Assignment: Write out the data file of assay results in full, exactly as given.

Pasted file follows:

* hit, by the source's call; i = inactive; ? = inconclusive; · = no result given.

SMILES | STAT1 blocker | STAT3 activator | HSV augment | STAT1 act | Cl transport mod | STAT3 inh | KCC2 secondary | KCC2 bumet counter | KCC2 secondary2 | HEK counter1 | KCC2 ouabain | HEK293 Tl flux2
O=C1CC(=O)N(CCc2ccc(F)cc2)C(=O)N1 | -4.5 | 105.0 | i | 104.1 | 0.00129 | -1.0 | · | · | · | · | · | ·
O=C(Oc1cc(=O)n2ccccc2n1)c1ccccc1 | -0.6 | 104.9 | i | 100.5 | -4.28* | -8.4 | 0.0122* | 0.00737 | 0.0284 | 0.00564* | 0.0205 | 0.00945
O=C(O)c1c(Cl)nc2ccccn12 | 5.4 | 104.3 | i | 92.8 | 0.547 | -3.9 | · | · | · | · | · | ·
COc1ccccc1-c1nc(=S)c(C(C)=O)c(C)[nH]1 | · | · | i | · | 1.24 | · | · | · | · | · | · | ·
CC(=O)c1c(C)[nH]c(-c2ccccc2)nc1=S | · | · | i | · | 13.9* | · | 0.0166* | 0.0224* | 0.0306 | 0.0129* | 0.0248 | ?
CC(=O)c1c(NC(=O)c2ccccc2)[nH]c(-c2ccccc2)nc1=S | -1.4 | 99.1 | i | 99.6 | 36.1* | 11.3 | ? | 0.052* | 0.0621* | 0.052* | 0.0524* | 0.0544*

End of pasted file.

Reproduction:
* hit, by the source's call; i = inactive; ? = inconclusive; · = no result given.

SMILES | STAT1 blocker | STAT3 activator | HSV augment | STAT1 act | Cl transport mod | STAT3 inh | KCC2 secondary | KCC2 bumet counter | KCC2 secondary2 | HEK counter1 | KCC2 ouabain | HEK293 Tl flux2
O=C1CC(=O)N(CCc2ccc(F)cc2)C(=O)N1 | -4.5 | 105.0 | i | 104.1 | 0.00129 | -1.0 | · | · | · | · | · | ·
O=C(Oc1cc(=O)n2ccccc2n1)c1ccccc1 | -0.6 | 104.9 | i | 100.5 | -4.28* | -8.4 | 0.0122* | 0.00737 | 0.0284 | 0.00564* | 0.0205 | 0.00945
O=C(O)c1c(Cl)nc2ccccn12 | 5.4 | 104.3 | i | 92.8 | 0.547 | -3.9 | · | · | · | · | · | ·
COc1ccccc1-c1nc(=S)c(C(C)=O)c(C)[nH]1 | · | · | i | · | 1.24 | · | · | · | · | · | · | ·
CC(=O)c1c(C)[nH]c(-c2ccccc2)nc1=S | · | · | i | · | 13.9* | · | 0.0166* | 0.0224* | 0.0306 | 0.0129* | 0.0248 | ?
CC(=O)c1c(NC(=O)c2ccccc2)[nH]c(-c2ccccc2)nc1=S | -1.4 | 99.1 | i | 99.6 | 36.1* | 11.3 | ? | 0.052* | 0.0621* | 0.052* | 0.0524* | 0.0544*